Have each sheep recite the line to you one at a time and whisper into your ear one thing that's been bugging them recently. Whisper back to them an encouragement of a "green pasture" God wants them to lie down in and feel better. Rub their back with their shepherd's rod as you offer the "green" comfort. Notch their shepherd's rod.

Pen 3 Lesson:

he leads me beside still waters;


Open Bibles and read the first five lines. Focus on line 3. Ask: Who is "he" in the story, and "what's good about water?" and "what's good about 'still' waters?" Ask for examples of rough waters. Another way of understanding "still" waters is to say "quiet" waters.

Tell the story:

Sheep will drink any kind of water (they are pretty dumb). Shepherds must always be on the look-out for bad wells, water by the roadside fouled by sheep dung, bugs in the water, etc. ((As you're doing this, mix a bunch of gross stuff into a glass of water and offer it to your sheep.))) Most sheep herding is done on semi-desert-like land because the good lands are often used for crops or have forests (predators hide in forests). So shepherds are always looking for green pastures and good water.

Sheep would be afraid of fast moving streams because their hooves are tiny and sheep don't have good balance. They also are afraid of getting their fleece soaked in a stream. They can easily get stuck in mud too. Still or quiet waters put the sheep at ease. ((If you can, come up with a demonstration area with fast water, mud and toy sheep.)) If they are nervous around water they won't drink as much. Jesus called himself "living water." How is Jesus like water to us? How is Jesus like "still water" to us sheep? How can Jesus bring us calm when we worry?


Pass out labels and permanent markers. Have your sheep design label for a new brand of water called "still water." Use contact cement to glue these labels to bottles of water you have brought for each sheep. Keep and chill the water til the end of the day and give out to go home.


Have each sheep share their "still water" brand label with the other sheep. Notch their shepherd's rod.

Pen 4 Lesson:

he restores my soul. He leads me in right paths for his name's sake.


Open Bibles and read the first five lines. Focus on these two sentences. Ask: What is a "soul" and what does the word "restore" mean. For our purposes we will define "soul" as a spirit of "well-being" rather than some sort of "ghost" or "disembodied spirit" inhabiting the body. Explain to the kids that your "soul" is like your "heart" is the goodness and sense of safety and comfort a person feels. It is that part of you that feels good about yourself and reaches out to love God and others around you. Sometimes our soul is "troubled" of "sad." Ask for examples of when their "soul" has sad or troubled. Share examples that define the word "Restore." (restore furniture to good condition, put something back in place). Ask the sheep for examples of "right" and "wrong" paths people follow in life (they should understand "right paths" pretty well).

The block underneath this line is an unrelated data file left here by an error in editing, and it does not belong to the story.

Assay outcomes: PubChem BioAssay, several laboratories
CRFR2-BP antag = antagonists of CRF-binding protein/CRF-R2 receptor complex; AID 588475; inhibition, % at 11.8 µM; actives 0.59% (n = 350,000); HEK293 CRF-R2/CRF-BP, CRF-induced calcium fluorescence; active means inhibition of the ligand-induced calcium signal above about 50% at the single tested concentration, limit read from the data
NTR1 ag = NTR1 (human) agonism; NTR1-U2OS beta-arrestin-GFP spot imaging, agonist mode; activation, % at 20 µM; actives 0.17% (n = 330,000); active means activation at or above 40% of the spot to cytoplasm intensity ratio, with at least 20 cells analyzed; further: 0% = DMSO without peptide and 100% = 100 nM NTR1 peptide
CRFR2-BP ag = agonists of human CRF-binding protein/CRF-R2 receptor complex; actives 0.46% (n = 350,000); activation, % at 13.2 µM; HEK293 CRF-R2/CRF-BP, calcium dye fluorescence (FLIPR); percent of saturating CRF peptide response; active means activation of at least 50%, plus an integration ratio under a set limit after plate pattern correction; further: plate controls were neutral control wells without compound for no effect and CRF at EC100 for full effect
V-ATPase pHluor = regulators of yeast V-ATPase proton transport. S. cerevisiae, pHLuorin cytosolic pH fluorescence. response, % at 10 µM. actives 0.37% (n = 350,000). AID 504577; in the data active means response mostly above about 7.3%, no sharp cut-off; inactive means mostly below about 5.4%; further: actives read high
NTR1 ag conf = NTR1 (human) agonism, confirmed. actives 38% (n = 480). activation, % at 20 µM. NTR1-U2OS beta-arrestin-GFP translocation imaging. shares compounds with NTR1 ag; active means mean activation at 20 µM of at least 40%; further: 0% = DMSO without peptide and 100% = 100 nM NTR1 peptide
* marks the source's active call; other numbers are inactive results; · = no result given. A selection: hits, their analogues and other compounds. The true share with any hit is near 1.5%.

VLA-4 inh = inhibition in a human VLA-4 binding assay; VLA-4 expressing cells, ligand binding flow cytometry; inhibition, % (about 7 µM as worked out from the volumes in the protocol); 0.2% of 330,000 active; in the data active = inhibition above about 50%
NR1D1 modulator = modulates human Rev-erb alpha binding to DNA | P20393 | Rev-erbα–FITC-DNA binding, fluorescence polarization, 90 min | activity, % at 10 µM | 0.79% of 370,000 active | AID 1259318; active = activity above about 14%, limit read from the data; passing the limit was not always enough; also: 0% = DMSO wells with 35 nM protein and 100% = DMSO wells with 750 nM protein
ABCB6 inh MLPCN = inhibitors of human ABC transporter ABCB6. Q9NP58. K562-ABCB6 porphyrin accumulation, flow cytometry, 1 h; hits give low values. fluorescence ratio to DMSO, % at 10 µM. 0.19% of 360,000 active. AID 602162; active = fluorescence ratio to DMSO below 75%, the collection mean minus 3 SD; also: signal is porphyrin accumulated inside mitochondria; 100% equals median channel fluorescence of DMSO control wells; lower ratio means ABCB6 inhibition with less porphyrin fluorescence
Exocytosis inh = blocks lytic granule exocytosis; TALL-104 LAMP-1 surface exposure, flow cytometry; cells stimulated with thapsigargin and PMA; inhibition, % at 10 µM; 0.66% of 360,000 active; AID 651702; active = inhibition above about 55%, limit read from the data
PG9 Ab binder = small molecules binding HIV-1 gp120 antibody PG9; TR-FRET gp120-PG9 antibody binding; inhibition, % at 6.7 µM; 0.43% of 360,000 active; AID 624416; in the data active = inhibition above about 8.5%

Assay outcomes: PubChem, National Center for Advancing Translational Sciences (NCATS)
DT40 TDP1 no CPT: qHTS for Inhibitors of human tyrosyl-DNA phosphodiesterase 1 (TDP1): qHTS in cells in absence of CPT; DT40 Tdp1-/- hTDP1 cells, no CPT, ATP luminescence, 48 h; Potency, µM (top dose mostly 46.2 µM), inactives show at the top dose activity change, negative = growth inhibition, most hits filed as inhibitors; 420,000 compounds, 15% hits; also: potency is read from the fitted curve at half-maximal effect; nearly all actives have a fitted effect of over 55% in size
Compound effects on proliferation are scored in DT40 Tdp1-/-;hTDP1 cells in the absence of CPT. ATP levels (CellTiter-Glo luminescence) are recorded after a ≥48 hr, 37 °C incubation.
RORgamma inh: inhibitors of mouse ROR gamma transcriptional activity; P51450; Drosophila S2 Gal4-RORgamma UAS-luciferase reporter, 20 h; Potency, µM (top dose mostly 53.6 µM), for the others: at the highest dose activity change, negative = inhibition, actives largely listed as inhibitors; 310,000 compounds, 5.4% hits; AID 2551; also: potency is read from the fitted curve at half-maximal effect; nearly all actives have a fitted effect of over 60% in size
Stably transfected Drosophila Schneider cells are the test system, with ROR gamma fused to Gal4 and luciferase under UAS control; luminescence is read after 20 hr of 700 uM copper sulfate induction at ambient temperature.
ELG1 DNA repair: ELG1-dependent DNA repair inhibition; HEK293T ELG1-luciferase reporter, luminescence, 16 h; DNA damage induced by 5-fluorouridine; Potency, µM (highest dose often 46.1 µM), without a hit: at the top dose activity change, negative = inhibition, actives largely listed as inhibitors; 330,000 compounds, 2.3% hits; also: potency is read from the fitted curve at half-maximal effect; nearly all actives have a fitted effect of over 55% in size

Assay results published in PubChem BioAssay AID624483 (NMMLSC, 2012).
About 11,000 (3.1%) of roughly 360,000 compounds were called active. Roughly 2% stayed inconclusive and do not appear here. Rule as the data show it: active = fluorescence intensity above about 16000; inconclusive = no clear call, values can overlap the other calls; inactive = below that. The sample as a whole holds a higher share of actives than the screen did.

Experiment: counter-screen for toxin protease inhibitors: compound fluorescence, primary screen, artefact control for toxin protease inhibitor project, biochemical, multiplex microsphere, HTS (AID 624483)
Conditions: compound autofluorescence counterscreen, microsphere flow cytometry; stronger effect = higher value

Tell the story:

Sheep usually stay with their flock but they are pretty dumb and can wander off. They have a hard time standing up (their legs aren't very strong or flexible) and if they get stuck in mud or a bramble bush they will bleat fearfully for a very long time. Eventually they will collapse. Sheep have two stomachs. The first, called a Rumen, begins to bloat with gases. Eventually, these gases immobilize the sheep and death occurs shortly. Getting sheep BACK with the shepherd away from bushes and mud is an important thing. The Good Shepherd restores us not only to the flock but makes us feel better.

Sometimes sheep don't like what the Good Shepherd is doing. Most sheep don't like to be sheared of their wool, but it makes them feel lighter and cooler afterwards, and gets rid of mud, stickers and bugs. What bad things do we as God's sheep get in to sometimes? How can God make us feel better about ourselves? each other?

Most sheep will blindly follow the leader up and down a path. If they don't listen to the Shepherd they can be led astray and not know what to do. God shows us the good paths in life: love, forgiveness, service to others.


Set up an obstacle course with various object in the way and on the floor: Include spongy sheet of foam on the floor, things that go crunch, sticky stuff in one area, branches sticking out (wrap towels around the ends). Set a winding path through the course that is marked "the right path" and includes the words Love, Forgiveness, Service. Group the kids at one end of the course and blindfold them all at once and let them try to get across without running into or stepping on things. Then try it again with several Good Shepherds guiding them (using their staffs). Tell the sheep to call out to the Good Shepherds when they run into something and don't know where to go.